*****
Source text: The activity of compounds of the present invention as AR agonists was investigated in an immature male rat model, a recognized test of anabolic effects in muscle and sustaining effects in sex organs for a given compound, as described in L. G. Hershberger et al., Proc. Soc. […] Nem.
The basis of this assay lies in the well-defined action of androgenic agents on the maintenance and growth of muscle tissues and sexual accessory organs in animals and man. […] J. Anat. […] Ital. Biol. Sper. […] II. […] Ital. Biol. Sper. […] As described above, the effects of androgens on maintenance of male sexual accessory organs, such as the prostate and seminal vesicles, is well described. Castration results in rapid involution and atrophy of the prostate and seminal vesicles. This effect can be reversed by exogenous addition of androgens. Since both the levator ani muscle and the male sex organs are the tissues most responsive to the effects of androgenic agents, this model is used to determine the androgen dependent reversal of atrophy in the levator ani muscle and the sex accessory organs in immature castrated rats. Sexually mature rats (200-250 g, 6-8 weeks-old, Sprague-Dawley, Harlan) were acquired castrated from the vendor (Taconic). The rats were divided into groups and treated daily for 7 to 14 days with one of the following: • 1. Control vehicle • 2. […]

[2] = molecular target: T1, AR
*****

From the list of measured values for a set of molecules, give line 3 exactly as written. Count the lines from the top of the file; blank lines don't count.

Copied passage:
[2] = molecular target: T1, AR